GAO hits satellite navigation plan

It is not clear that the benefits of a satellite-based navigation system

being developed by the Federal Aviation Administration are worth the costs,

according to a General Accounting Office report released last week.

The FAA's Wide-Area Augmentation System, a network of ground-based reference

stations and communications satellites, is being designed to verify and

correct the signal received from the Defense Department's Global Positioning

System satellites before sending the information to pilots.

The FAA had planned to provide initial capabilities by September 2000

but has pushed that back to 2002 and scaled back some of its plans. The

program has suffered from software problems and increasing costs.

GAO estimates the FAA may need three or more years to demonstrate the

requirement that WAAS will virtually never fail to warn pilots of an erroneous

GPS signal — which is known as integrity. That could cost an additional

$200 million to $240 million.

"The difficulties in proving the integrity requirement have occurred

largely because FAA management and the integrated product team underestimated

the complexity of resolving the integrity issue and, as a result, failed

to recognize the seriousness of the problem," according to the GAO report,

"National Airspace System: Persistent Problems in FAA's New Navigation

System Highlight Need for Periodic Evaluation," requested by Sen. Richard

Shelby (R-Ala.), chairman of the Senate Appropriations Committee's Transportation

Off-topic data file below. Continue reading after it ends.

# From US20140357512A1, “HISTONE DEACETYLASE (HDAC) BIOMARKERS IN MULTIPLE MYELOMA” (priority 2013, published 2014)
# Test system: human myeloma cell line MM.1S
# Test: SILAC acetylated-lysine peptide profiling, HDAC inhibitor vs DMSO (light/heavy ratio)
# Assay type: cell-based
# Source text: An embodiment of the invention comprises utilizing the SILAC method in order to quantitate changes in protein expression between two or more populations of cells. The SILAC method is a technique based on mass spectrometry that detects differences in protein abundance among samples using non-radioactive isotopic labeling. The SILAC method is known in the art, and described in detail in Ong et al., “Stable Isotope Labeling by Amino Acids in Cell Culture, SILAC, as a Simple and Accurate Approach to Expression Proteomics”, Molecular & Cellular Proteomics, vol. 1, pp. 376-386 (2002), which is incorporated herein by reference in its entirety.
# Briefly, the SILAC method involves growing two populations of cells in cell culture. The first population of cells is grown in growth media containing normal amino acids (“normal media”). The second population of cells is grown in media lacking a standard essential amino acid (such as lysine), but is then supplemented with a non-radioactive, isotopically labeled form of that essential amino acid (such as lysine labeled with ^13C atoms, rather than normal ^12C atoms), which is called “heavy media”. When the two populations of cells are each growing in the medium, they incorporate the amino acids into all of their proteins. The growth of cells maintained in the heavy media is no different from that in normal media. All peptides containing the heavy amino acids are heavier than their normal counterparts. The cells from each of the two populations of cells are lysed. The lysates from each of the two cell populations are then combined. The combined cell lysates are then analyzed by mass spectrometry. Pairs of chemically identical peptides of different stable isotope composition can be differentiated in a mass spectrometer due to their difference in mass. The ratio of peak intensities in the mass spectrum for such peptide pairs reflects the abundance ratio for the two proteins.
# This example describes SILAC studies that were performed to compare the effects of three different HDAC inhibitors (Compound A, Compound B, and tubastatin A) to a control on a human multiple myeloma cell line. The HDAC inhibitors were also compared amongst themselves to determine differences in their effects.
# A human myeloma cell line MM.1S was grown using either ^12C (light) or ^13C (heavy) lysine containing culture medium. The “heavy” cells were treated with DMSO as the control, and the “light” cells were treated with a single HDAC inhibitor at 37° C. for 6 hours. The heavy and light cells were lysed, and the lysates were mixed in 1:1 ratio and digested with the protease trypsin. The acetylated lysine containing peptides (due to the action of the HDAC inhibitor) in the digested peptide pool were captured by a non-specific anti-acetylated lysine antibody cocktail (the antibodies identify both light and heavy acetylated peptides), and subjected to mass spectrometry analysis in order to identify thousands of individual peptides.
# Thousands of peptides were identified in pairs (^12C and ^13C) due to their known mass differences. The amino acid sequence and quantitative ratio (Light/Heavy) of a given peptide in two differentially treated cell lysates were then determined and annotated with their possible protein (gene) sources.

Subcommittee.

GAO is pleased with the FAA management's new approach, which allows

time for collecting and evaluating data on system performance, the extent

to which users have purchased equipment and the availability of emerging

new technologies for the new navigation system. However, GAO recommended

the FAA devise a specific plan for reevaluating WAAS at critical points

in development and having the progress of the system independently validated

at the checkpoints before Congress approves additional funding.

In response to the report, the FAA told GAO that users would receive

major benefits from any level of precision approach into airports, and airports

would not necessarily need to upgrade their facilities to take advantage

of the approaches. The FAA also stressed some cost growth resulted from

other factors, such as changes in the way the Transportation Department

calculates project costs.

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